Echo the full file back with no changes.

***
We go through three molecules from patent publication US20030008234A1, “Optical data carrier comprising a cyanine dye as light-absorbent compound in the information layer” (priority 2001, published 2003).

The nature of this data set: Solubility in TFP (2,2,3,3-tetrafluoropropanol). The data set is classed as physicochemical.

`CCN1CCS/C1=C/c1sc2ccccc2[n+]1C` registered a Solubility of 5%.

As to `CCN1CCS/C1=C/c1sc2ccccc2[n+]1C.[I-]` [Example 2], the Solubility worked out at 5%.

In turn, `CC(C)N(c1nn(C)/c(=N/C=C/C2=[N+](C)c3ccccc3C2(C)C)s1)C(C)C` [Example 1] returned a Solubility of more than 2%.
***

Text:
We go through three molecules from patent publication US20030008234A1, “Optical data carrier comprising a cyanine dye as light-absorbent compound in the information layer” (priority 2001, published 2003).

The nature of this data set: Solubility in TFP (2,2,3,3-tetrafluoropropanol). The data set is classed as physicochemical.

`CCN1CCS/C1=C/c1sc2ccccc2[n+]1C` registered a Solubility of 5%.

As to `CCN1CCS/C1=C/c1sc2ccccc2[n+]1C.[I-]` [Example 2], the Solubility worked out at 5%.

In turn, `CC(C)N(c1nn(C)/c(=N/C=C/C2=[N+](C)c3ccccc3C2(C)C)s1)C(C)C` [Example 1] returned a Solubility of more than 2%.